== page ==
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    TRAJECTORY DESIGN FOR THE TRANSITING EXOPLANET SURVEY SATELLITE

    Donald J. Dichmann(1), Joel J.K. Parker(2), Trevor W. Williams(3), Chad R. Mendelsohn(4) (1,2,3,4)Code 595.0, NASA Goddard Space Flight Center, 8800 Greenbelt Road, Greenbelt MD 20771. 301-286-6621. donald.j.dichmann@nasa.gov

    Abstract: The Transiting Exoplanet Survey Satellite (TESS) is a National Aeronautics and Space Administration (NASA) mission, scheduled to be launched in 2017. TESS will travel in a highly eccentric orbit around Earth, with initial perigee radius near 17 Earth radii (Re) and apogee radius near 59 Re. The orbit period is near 2:1 resonance with the Moon, with apogee nearly 90 degrees out-of-phase with the Moon, in a configuration that has been shown to be operationally stable. TESS will execute phasing loops followed by a lunar flyby, with a final maneuver to achieve 2:1 resonance with the Moon. The goals of a resonant orbit with long-term stability, short eclipses and limited oscillations of perigee present significant challenges to the trajectory design. To rapidly assess launch opportunities, we adapted the Schematics Window Methodology (SWM76) launch window analysis tool to assess the TESS mission constraints. To understand the long-term dynamics of such a resonant orbit in the Earth-Moon system we employed Dynamical Systems Theory in the Circular Restricted 3-Body Problem (CR3BP). For precise trajectory analysis we use a high-fidelity model and multiple shooting in the General Mission Analysis Tool (GMAT) to optimize the maneuver delta-V and meet mission constraints. Finally we describe how the techniques we have developed can be applied to missions with similar requirements. Keywords: resonant orbit, stability, lunar flyby, phasing loops, trajectory optimization 1. Introduction The Transiting Exoplanet Survey Satellite (TESS), scheduled to be launched in 2017, is a NASA Explorer-class mission that will perform a survey of the entire sky over its nominal two-year mission. TESS will monitor 500,000 stars for temporary drops in brightness caused by planetary transits, and discover thousands of exoplanets in orbit around the brightest stars in the sky. This first-ever spaceborne all-sky transit survey will identify planets ranging from Earth-sized to gas giants, around a wide range of stellar types and orbital distances. TESS will provide prime targets for observation with the James Webb Space Telescope, as well as other large ground-based and space-based telescopes of the future [1]. TESS will travel in a highly eccentric orbit around Earth, with initial perigee radius near 17 Earth radii (Re) and apogee radius near 59 Re. The high apogee, close to Moon orbit radius, allows observations far from Earth for extended intervals, while the perigee much closer to Earth allows science data downlink at a high data rate. An orbit period near 2:1 resonance with the Moon, with each apogee nearly 90 degrees out-of-phase with the Moon, has been shown to be operationally stable. The trajectory sequence for TESS is illustrated in a timeline in Figure 1 and an orbit diagram in Figure 2. The orbit design draws from analysis by Mathews et al. [2] and McGiffin et al. [3]. TESS will execute 3.5 phasing orbits followed by a lunar flyby. The flyby accomplishes several mission goals. It places TESS in a Transfer orbit with perigee radius equal to the Science orbit perigee radius near 17 Re. The flyby also achieves the line of apsides and inclination to the ecliptic plane designed to minimize eclipses.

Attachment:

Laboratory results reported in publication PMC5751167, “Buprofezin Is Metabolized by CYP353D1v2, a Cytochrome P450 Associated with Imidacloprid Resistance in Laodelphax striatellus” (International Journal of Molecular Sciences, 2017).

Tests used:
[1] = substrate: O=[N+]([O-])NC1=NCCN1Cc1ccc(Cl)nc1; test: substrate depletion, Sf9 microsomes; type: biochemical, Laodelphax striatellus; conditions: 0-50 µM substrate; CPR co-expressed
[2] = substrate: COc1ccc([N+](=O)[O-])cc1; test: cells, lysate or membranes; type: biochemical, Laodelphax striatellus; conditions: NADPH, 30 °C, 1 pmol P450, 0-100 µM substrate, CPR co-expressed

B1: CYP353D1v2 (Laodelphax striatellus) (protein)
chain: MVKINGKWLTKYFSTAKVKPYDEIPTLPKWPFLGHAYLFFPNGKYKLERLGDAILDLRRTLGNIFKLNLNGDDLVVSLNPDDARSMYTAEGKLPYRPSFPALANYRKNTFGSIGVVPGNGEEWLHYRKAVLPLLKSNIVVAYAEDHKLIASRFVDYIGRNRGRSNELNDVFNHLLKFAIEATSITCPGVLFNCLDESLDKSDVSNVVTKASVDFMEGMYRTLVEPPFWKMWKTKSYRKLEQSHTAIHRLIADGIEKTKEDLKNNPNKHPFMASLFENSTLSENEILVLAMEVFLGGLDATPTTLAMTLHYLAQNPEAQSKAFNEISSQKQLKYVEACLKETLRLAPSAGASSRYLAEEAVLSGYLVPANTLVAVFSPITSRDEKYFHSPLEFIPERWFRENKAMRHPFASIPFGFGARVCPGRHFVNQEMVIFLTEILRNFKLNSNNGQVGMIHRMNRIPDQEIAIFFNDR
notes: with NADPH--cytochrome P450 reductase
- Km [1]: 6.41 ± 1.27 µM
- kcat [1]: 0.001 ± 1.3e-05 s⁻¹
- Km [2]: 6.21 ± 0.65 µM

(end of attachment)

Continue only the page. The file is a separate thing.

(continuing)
https://ntrs.nasa.gov/search.jsp?R=20140007518 2018-07-19T11:25:31+00:00Z

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    Figure 1. TESS mission timeline. There are three phasing loops, followed by a Translunar Injection maneuver that sends the spacecraft to a lunar flyby. The flyby raises perigee to mission altitude. At the next perigee, a Period Adjust Maneuver (PAM) is performed to place TESS in a 2:1 resonant orbit with the Moon.

    Finally, the radius of the Transfer orbit at Post-Lunar Encounter Apogee (PLEA) near 81 Re is set to achieve an important trajectory goal for the Time of Flight (TOF) to the next perigee, called Post-Lunar Encounter Perigee (PLEP). When TESS reaches PLEP, the Moon-Earth-Vehicle angle will be less than 30 deg. At PLEP, the PAM burn is performed at perigee to achieve 2:1 resonance with the Moon. The resonant orbit, together with the alignment condition at PLEP, achieves the Lunar Resonant Phasing (LRP) condition that assures operational stability. Ideally the Moon-Earth-Vehicle angle at PLEP would be 0 deg, but that is neither practical nor necessary. Analysis and simulations show that a PLEP misalignment angle no greater than 30 deg is sufficient. Because TESS is in 2:1 resonance with the Moon, one half orbit period that it takes TESS to travel between perigee and apogee equals one-quarter orbit period for the Moon. So while TESS moves through 180 deg of true anomaly between perigee and apogee, the Moon moves through about 90 deg of true anomaly1. Consequently at the next apogee, and at subsequent apogees, the Moon-Earth-Vehicle angle will be 90 deg. At each perigee, the Moon-Earth-Vehicle will be 0 deg or 180 deg. As a result of the LRP condition, the TESS spacecraft remains far from the Moon during its Science orbit, despite the high apogee, and the orbit remains operationally stable for the duration of the mission. The LRP condition can be visualized most easily the Earth-Moon rotating frame, where the Earth-Moon direction defines the x axis and the Moon orbit normal defines the z axis. The LRP condition can be seen in Figure 5 for an idealized periodic orbit in the CR3BP, and for a realistic TESS orbit in Figure 9(b). For such a highly eccentric orbit it is known that eccentricity and inclination oscillate together, as described by the Kozai mechanism discussed in Section 3.3. The Science orbit, also called